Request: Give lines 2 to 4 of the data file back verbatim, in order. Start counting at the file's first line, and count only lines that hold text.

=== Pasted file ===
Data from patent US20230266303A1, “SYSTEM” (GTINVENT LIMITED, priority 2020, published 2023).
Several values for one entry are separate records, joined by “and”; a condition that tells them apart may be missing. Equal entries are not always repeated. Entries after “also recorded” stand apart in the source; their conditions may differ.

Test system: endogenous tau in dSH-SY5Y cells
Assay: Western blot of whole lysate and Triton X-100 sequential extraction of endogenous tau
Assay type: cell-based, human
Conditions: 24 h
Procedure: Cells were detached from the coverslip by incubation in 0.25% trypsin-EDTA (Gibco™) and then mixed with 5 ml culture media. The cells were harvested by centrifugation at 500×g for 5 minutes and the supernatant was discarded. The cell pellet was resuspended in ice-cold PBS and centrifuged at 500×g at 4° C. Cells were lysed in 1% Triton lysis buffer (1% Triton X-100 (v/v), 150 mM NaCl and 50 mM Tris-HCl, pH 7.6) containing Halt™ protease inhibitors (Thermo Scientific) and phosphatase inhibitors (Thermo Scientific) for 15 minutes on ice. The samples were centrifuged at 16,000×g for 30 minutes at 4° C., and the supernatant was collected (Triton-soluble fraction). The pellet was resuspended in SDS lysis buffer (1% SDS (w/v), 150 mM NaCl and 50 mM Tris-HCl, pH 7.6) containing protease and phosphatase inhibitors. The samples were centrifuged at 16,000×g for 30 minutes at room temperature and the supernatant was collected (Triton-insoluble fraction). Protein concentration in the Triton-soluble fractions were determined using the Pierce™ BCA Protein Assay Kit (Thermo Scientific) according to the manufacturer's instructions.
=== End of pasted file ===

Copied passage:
Several values for one entry are separate records, joined by “and”; a condition that tells them apart may be missing. Equal entries are not always repeated. Entries after “also recorded” stand apart in the source; their conditions may differ.

Test system: endogenous tau in dSH-SY5Y cells
Assay: Western blot of whole lysate and Triton X-100 sequential extraction of endogenous tau